John Locke on Conversation with Friends and Strangers

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In 1702, shortly before his death, the English philosopher and physician, John Locke (1632-1704), suffered severe loss of hearing. He told Edward Clarke that 'I have been little better than out of the world these last twelve months by a deafness that in great measure shut me out of conversation.' (1) In a letter of 12 January 1705, Damans Masham replied to Jean Le Clerc's request for her memories of 'our dead Friend', (2) reporting that Locke had once said that he would prefer 'to be Blind than Deaf'. (3) We can accept, then, that Locke truly feared that deafness would exclude him from conversation, which he believed to be one of the great channels and benefits of friendship. In this essay I add a complication by stressing that Locke viewed conversation not only as the principal medium of friendship, but as a vital instrument in the pursuit of truth; it therefore figured in his life-long concern about the proper grounds of assent and belief. (4) One implication was that conversation need not always be coupled with friendship; talk with strangers might be just as important if it assisted the search for knowledge and truth.

It is important to note that the word 'conversation' was used in two main senses in the early modern period. In its wider, and older, sense it meant the act of living with and sharing the company of others. An English translation of Don Quixote in 1620 has it that 'You may know the man, by the conversation he keepes', referring to the company in which that person lived. (5) In this sense, one did not have 'conversation' with strangers. The second, more specific, meaning is the one now familiar to us: namely, the act of speaking and discussing with others. By the end of the seventeenth century this was becoming the dominant sense, and it is evident in Masham's letter to Le Clerc. Even so, we can hear the wider referents: for example, in her remark that Locke 'convers'd with books', and in her need to specify his 'personal Conversation' and 'ordinarie Conversation'. We can also appreciate how friendship was regarded as a special case of the wider sense of sharing company--in this case, with an equal rather than with kinsfolk, who were also seen as 'friends'. Thus Masham reported that among the 'contentments' Locke enjoyed in London after his return from Holland in 1689 was 'that of spending one day every week with my lord Pembroke in a Conversation undisturb'd by such as could not beare a part in the best entertainment of Rational Minds, Free Discourse concerning usefull Truths'. (6) As we shall see, Locke had high expectations about this kind of friendship, but he also believed that truths about useful matters could be obtained through conversation with strangers. (7)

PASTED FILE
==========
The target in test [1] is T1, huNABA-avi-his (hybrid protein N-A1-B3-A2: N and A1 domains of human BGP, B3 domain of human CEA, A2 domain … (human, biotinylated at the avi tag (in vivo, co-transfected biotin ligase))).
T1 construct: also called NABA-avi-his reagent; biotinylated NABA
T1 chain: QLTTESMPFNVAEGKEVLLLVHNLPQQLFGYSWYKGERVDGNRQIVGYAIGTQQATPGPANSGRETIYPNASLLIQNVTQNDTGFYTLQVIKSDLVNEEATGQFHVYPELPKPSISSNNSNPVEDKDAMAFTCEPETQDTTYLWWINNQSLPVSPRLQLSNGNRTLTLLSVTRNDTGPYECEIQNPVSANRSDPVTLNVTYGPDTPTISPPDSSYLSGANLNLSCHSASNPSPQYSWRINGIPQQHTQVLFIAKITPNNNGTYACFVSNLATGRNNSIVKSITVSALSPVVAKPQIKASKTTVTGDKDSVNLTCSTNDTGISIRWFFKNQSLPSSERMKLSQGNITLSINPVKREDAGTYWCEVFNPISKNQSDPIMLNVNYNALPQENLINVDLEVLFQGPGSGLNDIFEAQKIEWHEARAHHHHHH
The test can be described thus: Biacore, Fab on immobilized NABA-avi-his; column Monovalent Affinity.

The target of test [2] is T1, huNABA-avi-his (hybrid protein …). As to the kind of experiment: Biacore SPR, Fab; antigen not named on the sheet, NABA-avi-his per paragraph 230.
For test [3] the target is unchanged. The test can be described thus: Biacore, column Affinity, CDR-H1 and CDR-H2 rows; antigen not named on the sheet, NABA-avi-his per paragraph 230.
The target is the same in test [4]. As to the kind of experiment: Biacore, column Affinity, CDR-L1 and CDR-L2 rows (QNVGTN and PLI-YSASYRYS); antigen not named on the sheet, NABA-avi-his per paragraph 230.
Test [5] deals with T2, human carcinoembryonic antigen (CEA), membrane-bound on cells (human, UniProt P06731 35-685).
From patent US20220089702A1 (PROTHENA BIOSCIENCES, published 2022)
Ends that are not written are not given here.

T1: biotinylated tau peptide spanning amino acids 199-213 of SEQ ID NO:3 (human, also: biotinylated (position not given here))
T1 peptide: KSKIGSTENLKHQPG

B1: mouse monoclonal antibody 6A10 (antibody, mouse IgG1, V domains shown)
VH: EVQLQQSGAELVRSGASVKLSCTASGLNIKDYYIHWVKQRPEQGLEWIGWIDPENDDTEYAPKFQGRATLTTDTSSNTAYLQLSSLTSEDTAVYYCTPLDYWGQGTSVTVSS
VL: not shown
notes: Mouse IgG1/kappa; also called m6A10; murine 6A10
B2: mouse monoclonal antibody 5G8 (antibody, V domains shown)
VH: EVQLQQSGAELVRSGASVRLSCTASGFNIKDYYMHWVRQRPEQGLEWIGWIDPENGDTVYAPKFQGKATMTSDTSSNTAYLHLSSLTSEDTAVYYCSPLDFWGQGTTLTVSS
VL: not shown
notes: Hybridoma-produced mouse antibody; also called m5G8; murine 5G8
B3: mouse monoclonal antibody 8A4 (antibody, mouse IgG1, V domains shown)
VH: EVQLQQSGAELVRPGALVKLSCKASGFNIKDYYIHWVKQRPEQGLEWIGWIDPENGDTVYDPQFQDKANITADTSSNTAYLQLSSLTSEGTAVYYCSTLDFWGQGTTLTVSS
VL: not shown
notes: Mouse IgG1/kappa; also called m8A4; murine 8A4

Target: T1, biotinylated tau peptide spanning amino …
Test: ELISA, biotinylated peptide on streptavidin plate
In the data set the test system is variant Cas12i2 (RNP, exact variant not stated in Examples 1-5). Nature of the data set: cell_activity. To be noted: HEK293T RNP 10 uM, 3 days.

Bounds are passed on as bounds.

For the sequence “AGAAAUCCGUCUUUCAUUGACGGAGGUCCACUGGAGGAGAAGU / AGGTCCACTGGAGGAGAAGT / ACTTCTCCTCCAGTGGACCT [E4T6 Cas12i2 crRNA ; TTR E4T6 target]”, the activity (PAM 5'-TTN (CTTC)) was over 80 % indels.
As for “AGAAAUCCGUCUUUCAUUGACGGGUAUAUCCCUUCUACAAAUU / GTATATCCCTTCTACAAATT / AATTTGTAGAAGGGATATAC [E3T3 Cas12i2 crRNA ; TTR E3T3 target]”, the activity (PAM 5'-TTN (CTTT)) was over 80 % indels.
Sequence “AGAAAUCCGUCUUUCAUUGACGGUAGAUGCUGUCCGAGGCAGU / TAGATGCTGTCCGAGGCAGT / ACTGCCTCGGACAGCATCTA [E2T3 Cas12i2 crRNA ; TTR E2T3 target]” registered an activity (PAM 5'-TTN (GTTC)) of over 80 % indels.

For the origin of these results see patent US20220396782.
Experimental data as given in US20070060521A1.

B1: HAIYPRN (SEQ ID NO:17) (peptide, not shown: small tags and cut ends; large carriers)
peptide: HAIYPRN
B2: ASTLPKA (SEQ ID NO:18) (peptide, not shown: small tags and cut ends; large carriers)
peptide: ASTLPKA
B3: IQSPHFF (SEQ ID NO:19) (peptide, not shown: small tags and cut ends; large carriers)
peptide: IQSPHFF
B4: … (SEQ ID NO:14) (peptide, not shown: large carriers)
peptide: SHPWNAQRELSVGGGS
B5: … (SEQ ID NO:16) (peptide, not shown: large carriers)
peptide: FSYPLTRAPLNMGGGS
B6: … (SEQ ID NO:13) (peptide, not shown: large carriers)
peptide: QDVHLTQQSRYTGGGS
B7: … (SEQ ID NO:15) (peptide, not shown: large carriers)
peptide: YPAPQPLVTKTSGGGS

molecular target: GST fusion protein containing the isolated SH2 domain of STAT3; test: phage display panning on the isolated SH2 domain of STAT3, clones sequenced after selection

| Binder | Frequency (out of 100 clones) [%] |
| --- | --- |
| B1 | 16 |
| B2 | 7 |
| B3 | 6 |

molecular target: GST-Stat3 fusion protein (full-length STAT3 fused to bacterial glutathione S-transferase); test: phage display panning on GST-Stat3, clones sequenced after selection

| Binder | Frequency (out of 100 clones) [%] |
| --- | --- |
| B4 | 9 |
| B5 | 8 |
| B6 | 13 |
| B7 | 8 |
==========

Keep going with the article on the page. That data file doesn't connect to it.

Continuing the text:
The Stoic revival in sixteenth- and seventeenth-century Europe provided an influential framework that linked conversation with a special kind of friendship. Justus Lipsius' Constantia (1584), written as a dialogue with his friend (Langius), gave new life to Lucius Annaeus Seneca's avowal of close friendship as a safe haven from the chaos of politics. Lipsius advocated patience, self-control, and strength of mind against the backdrop of the wars of religion in France and the civil wars in the Netherlands. In Book Two, the two friends meet in a garden to 'refresh ... [their] wearied and wandering minds', and they celebrate the quiet space in which philosophers have meditated and discussed 'constancy, life, and death'. (8) Neo-Stoicism was consolidated by new editions and translations of Seneca's De Beneficiis, his Epistulae Morale, and his Works (1606), edited by Lipsius, and Marcus Tullius Cicero's De Amicitia and De Officiis. The influence of these authors is apparent in contemporary works such as Stefano Guazzo's De civile conversatione (1574) and Michel de Montaigne's Essais (1580-88). (9)

Locke encountered these works of Seneca and Cicero at Westminster school in London. From 1658, while at Christ Church, Oxford he made entries and extracts in his notebooks. …